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Other Forms of the Ideal Gas Law

written by: Dr. Crystal Cooper • edited by: Lamar Stonecypher • updated: 3/25/2009

The ideal gas law can be expressed in a number of ways. We can use one form of it to easily derive the laws of Boyle, Charles, and Gay-Lussac.

  • slide 1 of 7

    The Ideal Gas Law and Avogadro's Number

    In terms of Avogadro's number NA, we can write the number of moles n as:

    1) n = N/NA

    where N represents the total number of molecules in a gas and NA = 6.02 x 1023 molecules/mole. We found in part one that the ideal gas law may be written as:

    2) PV = nRT

    Substituting 1 into 2 yields:

    3) PV = N/NART

    We can simplify this equation even further with the use of Boltzmann's contant. Boltzmann's constant is defined as:

    4) k = R/NA

    which is 1.38 x 10-23 J/K in SI units. Then equation 3 becomes:

    5) PV = NkT

    This is another standard way of writing the ideal gas equation.

  • slide 2 of 7

    Another Form

    It is not always necessary to use the number of molecules or Boltzmann's constant. Ideal Gas Law   In this case, the ideal gas law is also commonly written as:

    6) P1V1 / T1 = P2V2 / T2

    where P1,V1, and T1 are the original values of the gas, while P2,V2, and T2 represent its final values.

    We can use equation 6 to derive Boyle's, Charles', and Gay-Lussac's Laws. We do this by considering isothermal, isobaric, and isochoric thermodynamic processes.

  • slide 3 of 7

    Derivation of Boyle's Law

    Isothermal

    Isothermal means that the temperature is constant. When we do this, T1 = T2 = T, so:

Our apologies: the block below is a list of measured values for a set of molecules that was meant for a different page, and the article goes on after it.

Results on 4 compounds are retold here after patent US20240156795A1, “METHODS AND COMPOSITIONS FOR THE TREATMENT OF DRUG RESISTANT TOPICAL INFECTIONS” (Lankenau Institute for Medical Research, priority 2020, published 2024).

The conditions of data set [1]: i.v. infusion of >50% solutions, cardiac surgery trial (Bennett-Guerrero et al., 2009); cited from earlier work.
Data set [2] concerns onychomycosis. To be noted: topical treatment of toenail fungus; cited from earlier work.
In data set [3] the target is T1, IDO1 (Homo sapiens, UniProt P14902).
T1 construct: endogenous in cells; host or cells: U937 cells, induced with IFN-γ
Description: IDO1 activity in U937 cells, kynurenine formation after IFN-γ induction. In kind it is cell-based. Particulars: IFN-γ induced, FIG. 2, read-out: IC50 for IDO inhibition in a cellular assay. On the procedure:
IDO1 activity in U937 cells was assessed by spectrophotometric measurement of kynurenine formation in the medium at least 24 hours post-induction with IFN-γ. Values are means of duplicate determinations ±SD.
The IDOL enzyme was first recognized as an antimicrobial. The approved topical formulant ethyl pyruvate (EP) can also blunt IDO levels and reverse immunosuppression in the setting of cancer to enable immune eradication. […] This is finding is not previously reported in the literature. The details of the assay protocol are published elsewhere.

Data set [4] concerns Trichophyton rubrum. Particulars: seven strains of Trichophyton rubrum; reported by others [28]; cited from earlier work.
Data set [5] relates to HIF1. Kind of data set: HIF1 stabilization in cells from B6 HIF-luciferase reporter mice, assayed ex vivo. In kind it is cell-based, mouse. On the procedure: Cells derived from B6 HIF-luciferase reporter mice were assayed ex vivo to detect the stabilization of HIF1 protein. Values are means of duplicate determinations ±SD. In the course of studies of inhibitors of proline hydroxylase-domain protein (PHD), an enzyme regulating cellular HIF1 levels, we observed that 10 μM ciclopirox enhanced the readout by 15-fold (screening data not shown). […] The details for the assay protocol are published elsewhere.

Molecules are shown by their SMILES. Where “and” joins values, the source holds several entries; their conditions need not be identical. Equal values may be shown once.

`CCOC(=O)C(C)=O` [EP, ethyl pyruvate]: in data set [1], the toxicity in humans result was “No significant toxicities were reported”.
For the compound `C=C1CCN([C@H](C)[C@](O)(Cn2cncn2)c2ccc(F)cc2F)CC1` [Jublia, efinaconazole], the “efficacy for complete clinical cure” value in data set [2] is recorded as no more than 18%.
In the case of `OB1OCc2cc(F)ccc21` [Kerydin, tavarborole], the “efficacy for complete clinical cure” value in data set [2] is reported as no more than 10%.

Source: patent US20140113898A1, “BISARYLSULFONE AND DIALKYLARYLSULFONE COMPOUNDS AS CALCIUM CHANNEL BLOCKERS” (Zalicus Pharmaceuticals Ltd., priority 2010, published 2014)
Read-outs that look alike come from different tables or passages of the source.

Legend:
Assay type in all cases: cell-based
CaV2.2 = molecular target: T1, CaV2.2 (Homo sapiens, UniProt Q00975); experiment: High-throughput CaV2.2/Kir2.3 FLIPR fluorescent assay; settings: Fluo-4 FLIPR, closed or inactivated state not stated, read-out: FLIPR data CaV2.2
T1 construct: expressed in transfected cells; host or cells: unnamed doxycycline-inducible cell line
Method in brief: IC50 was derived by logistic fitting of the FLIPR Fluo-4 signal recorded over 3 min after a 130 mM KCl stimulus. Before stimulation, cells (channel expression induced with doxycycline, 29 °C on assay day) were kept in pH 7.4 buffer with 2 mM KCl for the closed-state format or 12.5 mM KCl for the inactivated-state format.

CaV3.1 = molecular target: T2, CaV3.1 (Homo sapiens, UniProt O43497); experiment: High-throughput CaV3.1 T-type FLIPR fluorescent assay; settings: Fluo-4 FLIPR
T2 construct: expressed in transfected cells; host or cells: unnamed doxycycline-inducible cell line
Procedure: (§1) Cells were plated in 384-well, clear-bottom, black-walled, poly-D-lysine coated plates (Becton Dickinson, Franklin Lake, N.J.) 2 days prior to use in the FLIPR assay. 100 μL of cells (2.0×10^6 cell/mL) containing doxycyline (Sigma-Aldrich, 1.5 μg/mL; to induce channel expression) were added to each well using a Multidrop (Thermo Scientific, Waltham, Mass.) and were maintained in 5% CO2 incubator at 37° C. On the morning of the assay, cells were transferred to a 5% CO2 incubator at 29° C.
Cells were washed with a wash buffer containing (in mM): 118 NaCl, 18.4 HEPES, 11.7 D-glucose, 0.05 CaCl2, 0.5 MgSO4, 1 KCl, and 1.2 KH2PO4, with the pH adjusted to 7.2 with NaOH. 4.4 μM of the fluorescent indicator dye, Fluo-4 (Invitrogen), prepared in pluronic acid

7) P1V1 / T = P2V2 / T

    The Ts cancel, and we are left with Boyle's Law P1V1 = P2V2.

  • slide 4 of 7

    Derivation of Charles' Law

    Isobaric

    Isobaric means that the pressure is constant, so P1 = P2 = P, giving us:

    8) PV1 / T1 = PV2 / T2

    With the Ps canceling, we are left with Charles' Law V1/T1 = V2/T2.

  • slide 5 of 7

    Derivation of Gay-Lussac's Law

    Isochoric

    Finally, isochoric means the volume is constant, such that V1 = V2 = V, and thus we have:

    9) P1V / T1 = P2V / T2

    The Vs cancel, giving us Gay-Lussac's Law P1/T1 = P2/T2.

  • slide 6 of 7

    References

    Physics for Scientists and Engineers by Douglas Giancoli

    Fundamentals of Physics by Halliday, Resnick, and Walker

    Image Credits

    Ideal gas law from www.EngineersEdge.com

Introduction to the Ideal Gas Law

This series gives an elementary, non-calculus based introduction to the ideal gas law, including an account of its origins and how to use it to derive Boyle's, Charles', and Gay-Lussac's Laws.
  1. What is The Ideal Gas Law?
  2. The Ideal Gas Law and the Mass of Air Inside Your Bedroom
  3. Other Forms of the Ideal Gas Law

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